Knowledge and vision arose in me:
'Unshakeable is my release.
This is the final birth.
There is now no further becoming.'

"Then the thought occurred to me:
'This Dhamma that I have attained is deep, hard to see, hard to realize, peaceful, exalted, beyond the scope of reason, subtle, to-be-experienced only by the wise.
But this generation delights in attachment, is excited by attachment, enjoys attachment.
For them, it is hard to discern the conditioned nature of things, and their causes.
For them, it is hard to discern the calming of all tendencies, the relinquishment of all acquisitions, the ending of craving; dispassion; cessation; Nirvana.
And if I were to teach the Dhamma and others would not understand me, that would be tiresome for me, troublesome for me.'

"Just then these verses, unspoken in the past, unheard before, occurred to me:

'Enough now with teaching what only with difficulty I reached.
This Dhamma is not easily realized by those overcome with aversion & passion.
What is abstruse, subtle, deep, hard to see, going against the flow —
those delighting in passion, cloaked in the mass of darkness, won't see.'

"As I reflected thus, my mind inclined to dwelling at ease, not to teaching the Dhamma.

"Then Brahma Sahampati, having known with his own awareness the line of thinking in my awareness, thought:
'The world is lost! The world is destroyed!
The mind of the Tathagata, the Arahant, the Truely Self-awakened One inclines to dwelling at ease, not to teaching the Dhamma!'
Then, just as a strong man might extend his flexed arm or flex his extended arm,
Brahma Sahampati disappeared from the Brahma-world and appeared in front of me.
Arranging his upper robe over one shoulder, he knelt down with his right knee on the ground, saluted me with his hands before his heart, and said to me:
'Lord, let the Blessed One teach the Dhamma!
Let the One-Well-Gone teach the Dhamma!
There are beings with but little dust in their eyes who are falling away because they do not hear the Dhamma.
There will be those who will understand the Dhamma.'

"That is what Brahma Sahampati said.
Having said that, he further said this:

'In the past there appeared among the Magadhans an impure Dhamma devised by the stained.
Throw open the door to the Deathless!
Let them hear the Dhamma realized by the Stainless One!

Just as one standing on a mountain summit might see people all around below,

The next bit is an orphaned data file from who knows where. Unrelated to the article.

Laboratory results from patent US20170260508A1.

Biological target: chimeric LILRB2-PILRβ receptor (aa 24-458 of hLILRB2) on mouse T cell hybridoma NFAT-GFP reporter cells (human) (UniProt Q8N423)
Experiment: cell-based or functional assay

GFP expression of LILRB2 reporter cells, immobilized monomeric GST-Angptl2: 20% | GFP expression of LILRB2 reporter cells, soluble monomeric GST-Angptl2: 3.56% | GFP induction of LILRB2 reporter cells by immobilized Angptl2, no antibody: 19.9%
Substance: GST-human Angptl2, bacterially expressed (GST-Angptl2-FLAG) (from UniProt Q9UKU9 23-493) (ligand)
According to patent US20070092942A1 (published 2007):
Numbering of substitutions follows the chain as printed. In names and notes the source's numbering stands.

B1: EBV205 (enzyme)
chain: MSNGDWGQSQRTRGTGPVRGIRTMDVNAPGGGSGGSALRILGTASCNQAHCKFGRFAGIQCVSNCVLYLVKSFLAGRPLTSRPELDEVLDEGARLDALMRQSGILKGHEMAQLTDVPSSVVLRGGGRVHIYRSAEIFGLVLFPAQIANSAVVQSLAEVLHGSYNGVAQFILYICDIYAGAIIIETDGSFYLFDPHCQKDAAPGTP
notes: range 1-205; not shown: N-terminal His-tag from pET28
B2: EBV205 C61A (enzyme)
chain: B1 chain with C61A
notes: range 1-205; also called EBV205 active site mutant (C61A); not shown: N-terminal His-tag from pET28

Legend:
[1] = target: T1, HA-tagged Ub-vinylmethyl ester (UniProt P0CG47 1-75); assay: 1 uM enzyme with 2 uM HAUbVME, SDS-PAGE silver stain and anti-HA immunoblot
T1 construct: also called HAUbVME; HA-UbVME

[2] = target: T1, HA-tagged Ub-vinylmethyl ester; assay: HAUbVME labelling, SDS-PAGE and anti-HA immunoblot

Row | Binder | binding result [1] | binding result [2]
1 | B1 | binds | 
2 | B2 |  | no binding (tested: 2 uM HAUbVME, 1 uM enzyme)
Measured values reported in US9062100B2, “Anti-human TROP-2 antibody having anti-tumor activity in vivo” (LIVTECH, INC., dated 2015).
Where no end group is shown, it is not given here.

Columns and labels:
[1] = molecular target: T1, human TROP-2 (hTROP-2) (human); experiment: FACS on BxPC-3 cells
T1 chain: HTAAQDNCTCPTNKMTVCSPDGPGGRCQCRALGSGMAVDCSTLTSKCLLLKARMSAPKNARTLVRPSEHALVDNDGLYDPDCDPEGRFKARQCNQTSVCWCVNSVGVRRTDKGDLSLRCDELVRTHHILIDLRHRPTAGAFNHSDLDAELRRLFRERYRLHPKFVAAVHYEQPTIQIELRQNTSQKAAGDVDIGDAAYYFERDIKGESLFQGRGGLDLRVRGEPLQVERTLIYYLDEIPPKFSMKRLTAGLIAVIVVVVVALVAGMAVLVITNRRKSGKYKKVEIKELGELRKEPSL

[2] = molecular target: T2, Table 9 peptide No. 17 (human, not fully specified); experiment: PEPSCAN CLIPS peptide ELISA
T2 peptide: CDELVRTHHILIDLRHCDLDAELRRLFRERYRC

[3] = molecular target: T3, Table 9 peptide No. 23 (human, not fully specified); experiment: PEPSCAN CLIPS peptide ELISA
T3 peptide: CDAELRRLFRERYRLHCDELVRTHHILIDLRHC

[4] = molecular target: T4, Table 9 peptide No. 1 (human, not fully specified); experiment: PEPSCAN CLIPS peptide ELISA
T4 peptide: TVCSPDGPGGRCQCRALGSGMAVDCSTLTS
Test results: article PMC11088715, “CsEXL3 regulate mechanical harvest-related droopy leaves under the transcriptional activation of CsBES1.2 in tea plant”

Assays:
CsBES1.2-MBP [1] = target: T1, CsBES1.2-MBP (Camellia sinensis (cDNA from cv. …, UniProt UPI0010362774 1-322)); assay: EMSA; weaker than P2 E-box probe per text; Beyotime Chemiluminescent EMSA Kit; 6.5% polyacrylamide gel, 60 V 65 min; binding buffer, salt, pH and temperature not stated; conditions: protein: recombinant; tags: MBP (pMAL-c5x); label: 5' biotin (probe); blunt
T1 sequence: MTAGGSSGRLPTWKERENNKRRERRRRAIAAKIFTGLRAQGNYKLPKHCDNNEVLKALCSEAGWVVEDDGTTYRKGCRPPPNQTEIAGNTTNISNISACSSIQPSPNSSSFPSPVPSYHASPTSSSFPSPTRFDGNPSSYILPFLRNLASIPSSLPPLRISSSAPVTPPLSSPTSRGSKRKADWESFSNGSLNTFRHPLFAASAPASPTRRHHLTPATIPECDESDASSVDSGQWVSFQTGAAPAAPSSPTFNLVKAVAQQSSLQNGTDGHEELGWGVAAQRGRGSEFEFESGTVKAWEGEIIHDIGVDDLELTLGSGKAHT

So, O wise one, with all-around vision, ascend the palace fashioned of Dhamma.
Free from sorrow, behold the people submerged in sorrow, oppressed by birth and aging.

Rise up, hero, victor in battle!
O Teacher without debt in the world, walk in the world.
Teach the Dhamma, O Blessed One:
There will be those who will understand.'

"Then, having understood Brahma's entreaty, out of compassion for beings, I surveyed the world with the eye of an Awakened One.
As I did so, I saw beings with but little dust in their eyes and those with much,
those with keen faculties and those with dull,
those with good attributes and those with bad,
those easy to teach and those hard,
some of them seeing disgrace and danger in the other world.

Just as in a pond of blue or red or white lotuses,
some lotuses — born & growing in the water — might flourish while immersed in the water, without rising up from the water;
some might stand at an even level with the water;
while some might rise up from the water and stand without being smeared by the water —
so too, surveying the world with the eye of an Awakened One,
I saw beings with but little dust in their eyes and those with much,
those with keen faculties and those with dull,
those with good attributes and those with bad,
those easy to teach and those hard,
some of them seeing disgrace and danger in the other world.

"Having seen this, I answered Brahma Sahampati in verse:
'Open are the doors to the Deathless to those with ears.
Let them show their faith.
Perceiving trouble, O Brahma,
I did not tell people the refined, sublime Dhamma.'

"Then Brahma Sahampati, thinking:
'The Blessed One has given his consent to teach the Dhamma,'
bowed down to me and, circling me on the right, disappeared right there.

"Then the thought occurred to me:
'To whom should I teach the Dhamma first? Who will quickly understand this Dhamma?'

Then the thought occurred to me:
'This Alara Kalama is wise, competent, intelligent.
He has long had but little dust in his eyes.
What if I were to teach him the Dhamma first? He will quickly understand this Dhamma.'